To meet carbon emissions targets, more than 30 countries have committed to boosting production of renewable resources from biological materials andconvert them into products such as food, animal feedand bioenergy. In a post-fossil-fuel world, an increasingproportion of chemicals, plastics, textiles, fuels and electricity will have to come from biomass, which takesup land.
The MEM is the World Bank's biannual flagship publication on Malaysia. It provides analysis of recent economic developments and the near-term outlook for Malaysia. Each publication also focuses on a special topic related to Malaysia's transformation into a high-income economy.
The Thai economy shows signs of a nascent recovery but faces challenges on the path toward a broad-based and sustained recovery. The Thai economy accelerated to 2.8 percent in 2015, compared to 0.9 percent in 2014, partly on the basis of government consumption and investment, and partly on declining imports.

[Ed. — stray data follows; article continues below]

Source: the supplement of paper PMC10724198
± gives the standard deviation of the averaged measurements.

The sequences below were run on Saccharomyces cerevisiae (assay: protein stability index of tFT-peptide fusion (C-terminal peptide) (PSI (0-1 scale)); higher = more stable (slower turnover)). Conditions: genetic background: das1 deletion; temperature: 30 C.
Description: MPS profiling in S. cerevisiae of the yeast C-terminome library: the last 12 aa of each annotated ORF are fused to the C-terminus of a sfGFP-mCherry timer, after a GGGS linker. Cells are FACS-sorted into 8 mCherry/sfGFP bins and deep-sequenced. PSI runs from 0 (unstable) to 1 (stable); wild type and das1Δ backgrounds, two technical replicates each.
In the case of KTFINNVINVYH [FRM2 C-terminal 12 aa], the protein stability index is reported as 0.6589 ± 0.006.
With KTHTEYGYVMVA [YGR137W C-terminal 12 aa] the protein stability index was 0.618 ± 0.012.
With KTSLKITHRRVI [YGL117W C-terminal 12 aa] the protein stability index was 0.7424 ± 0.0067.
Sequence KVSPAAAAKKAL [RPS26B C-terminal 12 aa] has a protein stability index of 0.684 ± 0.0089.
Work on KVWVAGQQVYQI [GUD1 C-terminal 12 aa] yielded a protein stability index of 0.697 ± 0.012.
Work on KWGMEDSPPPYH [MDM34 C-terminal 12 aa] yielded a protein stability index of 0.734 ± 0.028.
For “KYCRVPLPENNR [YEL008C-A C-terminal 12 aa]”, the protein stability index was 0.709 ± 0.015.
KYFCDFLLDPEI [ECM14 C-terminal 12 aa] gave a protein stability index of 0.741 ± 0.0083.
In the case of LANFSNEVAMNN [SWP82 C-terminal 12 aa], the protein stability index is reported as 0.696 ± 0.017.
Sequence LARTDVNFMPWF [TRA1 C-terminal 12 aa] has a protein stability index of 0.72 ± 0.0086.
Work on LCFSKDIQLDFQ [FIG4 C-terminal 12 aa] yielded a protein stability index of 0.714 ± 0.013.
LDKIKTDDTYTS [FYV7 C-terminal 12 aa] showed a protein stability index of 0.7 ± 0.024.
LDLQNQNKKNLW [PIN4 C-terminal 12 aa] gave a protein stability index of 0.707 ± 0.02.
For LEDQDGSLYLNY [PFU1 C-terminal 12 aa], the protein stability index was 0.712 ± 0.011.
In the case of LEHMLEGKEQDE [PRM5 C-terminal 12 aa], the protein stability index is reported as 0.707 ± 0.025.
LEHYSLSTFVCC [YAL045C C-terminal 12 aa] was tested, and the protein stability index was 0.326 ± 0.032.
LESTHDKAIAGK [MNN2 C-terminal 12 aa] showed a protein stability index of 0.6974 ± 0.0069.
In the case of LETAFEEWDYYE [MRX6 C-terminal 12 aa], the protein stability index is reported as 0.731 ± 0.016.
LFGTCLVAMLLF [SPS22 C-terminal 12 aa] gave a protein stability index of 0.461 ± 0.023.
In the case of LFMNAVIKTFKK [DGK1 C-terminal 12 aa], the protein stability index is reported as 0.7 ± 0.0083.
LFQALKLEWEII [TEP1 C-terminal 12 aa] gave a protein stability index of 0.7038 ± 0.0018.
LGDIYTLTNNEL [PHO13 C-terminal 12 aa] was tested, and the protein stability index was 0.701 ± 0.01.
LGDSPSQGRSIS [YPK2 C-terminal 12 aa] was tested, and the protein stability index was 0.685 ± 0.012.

The regional gender newsletter serves as a means to share relevant information and lessons amongst Country Offices in the regional as well as an advocacy tool. It contains 'stories' from projects in the region as well as more general information related to gender equality.
The reform of China's collectively owned forest land, began in 2008, is arguably the largest land-reform undertaking in modern times in terms of area and people affected.
Seeking to gain a better understanding of the role that agroecology can play in eradicating hunger and malnutrition, FAO organized the Multistakeholder Consultation on agroecology for Asia and the Pacific, held in Bangkok, Thailand on 24-26 November 2015.
Faced with the challenge of providing adequate transport services with limited resources, cities have, for several decades, been investing in Intelligent Transportation Systems (ITS).
In 2015, Indonesia stands as an increasingly divided country, unequal in many ways. There is a growing income divide between the richest 10 percent and the rest of the population, and this gap is driven by many other types of inequality in Indonesia.People are divided into haves and have-nots from before birth. Some children are born healthy and grow up well in their early years; many do not.
This report summarizes the results, lessons and recommendations to the Government of Lao PDR from two Technical Assistance projects (TA) “Supporting Demand Creation for Sanitation through Community Led Total Sanitation” and “Sanitation Marketing in Lao PDR” carried out by the World Bank’s Water and Sanitation Program between October 2012 and December 2015.
This report was prepared by the World Bank in partnership with the Livelihoods and Food Security Multi-Donor Trust Fund (LIFT).